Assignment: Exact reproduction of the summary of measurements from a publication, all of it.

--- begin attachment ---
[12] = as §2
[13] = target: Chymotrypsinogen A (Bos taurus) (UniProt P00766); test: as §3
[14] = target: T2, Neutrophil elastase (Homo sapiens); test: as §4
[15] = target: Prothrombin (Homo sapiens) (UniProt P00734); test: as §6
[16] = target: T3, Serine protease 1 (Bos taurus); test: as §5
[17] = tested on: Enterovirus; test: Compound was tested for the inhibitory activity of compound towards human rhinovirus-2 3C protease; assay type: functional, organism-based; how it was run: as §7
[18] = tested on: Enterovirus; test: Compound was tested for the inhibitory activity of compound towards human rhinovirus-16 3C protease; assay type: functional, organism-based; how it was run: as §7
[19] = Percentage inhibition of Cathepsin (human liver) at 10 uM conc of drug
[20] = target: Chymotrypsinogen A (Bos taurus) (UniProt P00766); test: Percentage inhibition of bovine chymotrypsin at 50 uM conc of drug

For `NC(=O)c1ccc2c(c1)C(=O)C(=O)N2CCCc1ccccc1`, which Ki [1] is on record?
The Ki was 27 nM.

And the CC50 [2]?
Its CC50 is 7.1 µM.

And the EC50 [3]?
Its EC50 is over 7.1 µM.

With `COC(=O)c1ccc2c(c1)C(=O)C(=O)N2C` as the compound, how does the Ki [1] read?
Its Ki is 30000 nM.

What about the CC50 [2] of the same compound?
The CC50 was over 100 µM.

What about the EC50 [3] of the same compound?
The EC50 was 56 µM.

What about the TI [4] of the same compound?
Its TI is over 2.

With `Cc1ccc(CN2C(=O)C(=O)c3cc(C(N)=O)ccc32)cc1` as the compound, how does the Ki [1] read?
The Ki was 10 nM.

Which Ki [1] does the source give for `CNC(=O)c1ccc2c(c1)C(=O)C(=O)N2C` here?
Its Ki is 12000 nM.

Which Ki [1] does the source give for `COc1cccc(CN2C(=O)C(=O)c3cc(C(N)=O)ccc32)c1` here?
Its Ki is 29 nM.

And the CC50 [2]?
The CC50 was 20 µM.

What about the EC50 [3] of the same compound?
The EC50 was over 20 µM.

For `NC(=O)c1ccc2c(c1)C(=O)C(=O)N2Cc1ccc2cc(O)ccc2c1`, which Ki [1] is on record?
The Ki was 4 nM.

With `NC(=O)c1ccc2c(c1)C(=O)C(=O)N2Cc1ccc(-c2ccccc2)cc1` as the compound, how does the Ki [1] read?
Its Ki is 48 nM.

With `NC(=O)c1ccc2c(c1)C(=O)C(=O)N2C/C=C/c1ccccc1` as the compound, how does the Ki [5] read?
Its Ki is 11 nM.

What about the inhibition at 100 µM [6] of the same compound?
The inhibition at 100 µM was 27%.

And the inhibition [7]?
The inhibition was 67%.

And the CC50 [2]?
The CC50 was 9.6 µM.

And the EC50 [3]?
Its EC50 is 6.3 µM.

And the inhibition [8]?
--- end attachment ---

[12] = as §2
[13] = target: Chymotrypsinogen A (Bos taurus) (UniProt P00766); test: as §3
[14] = target: T2, Neutrophil elastase (Homo sapiens); test: as §4
[15] = target: Prothrombin (Homo sapiens) (UniProt P00734); test: as §6
[16] = target: T3, Serine protease 1 (Bos taurus); test: as §5
[17] = tested on: Enterovirus; test: Compound was tested for the inhibitory activity of compound towards human rhinovirus-2 3C protease; assay type: functional, organism-based; how it was run: as §7
[18] = tested on: Enterovirus; test: Compound was tested for the inhibitory activity of compound towards human rhinovirus-16 3C protease; assay type: functional, organism-based; how it was run: as §7
[19] = Percentage inhibition of Cathepsin (human liver) at 10 uM conc of drug
[20] = target: Chymotrypsinogen A (Bos taurus) (UniProt P00766); test: Percentage inhibition of bovine chymotrypsin at 50 uM conc of drug

For `NC(=O)c1ccc2c(c1)C(=O)C(=O)N2CCCc1ccccc1`, which Ki [1] is on record?
The Ki was 27 nM.

And the CC50 [2]?
Its CC50 is 7.1 µM.

And the EC50 [3]?
Its EC50 is over 7.1 µM.

With `COC(=O)c1ccc2c(c1)C(=O)C(=O)N2C` as the compound, how does the Ki [1] read?
Its Ki is 30000 nM.

What about the CC50 [2] of the same compound?
The CC50 was over 100 µM.

What about the EC50 [3] of the same compound?
The EC50 was 56 µM.

What about the TI [4] of the same compound?
Its TI is over 2.

With `Cc1ccc(CN2C(=O)C(=O)c3cc(C(N)=O)ccc32)cc1` as the compound, how does the Ki [1] read?
The Ki was 10 nM.

Which Ki [1] does the source give for `CNC(=O)c1ccc2c(c1)C(=O)C(=O)N2C` here?
Its Ki is 12000 nM.

Which Ki [1] does the source give for `COc1cccc(CN2C(=O)C(=O)c3cc(C(N)=O)ccc32)c1` here?
Its Ki is 29 nM.

And the CC50 [2]?
The CC50 was 20 µM.

What about the EC50 [3] of the same compound?
The EC50 was over 20 µM.

For `NC(=O)c1ccc2c(c1)C(=O)C(=O)N2Cc1ccc2cc(O)ccc2c1`, which Ki [1] is on record?
The Ki was 4 nM.

With `NC(=O)c1ccc2c(c1)C(=O)C(=O)N2Cc1ccc(-c2ccccc2)cc1` as the compound, how does the Ki [1] read?
Its Ki is 48 nM.

With `NC(=O)c1ccc2c(c1)C(=O)C(=O)N2C/C=C/c1ccccc1` as the compound, how does the Ki [5] read?
Its Ki is 11 nM.

What about the inhibition at 100 µM [6] of the same compound?
The inhibition at 100 µM was 27%.

And the inhibition [7]?
The inhibition was 67%.

And the CC50 [2]?
The CC50 was 9.6 µM.

And the EC50 [3]?
Its EC50 is 6.3 µM.

And the inhibition [8]?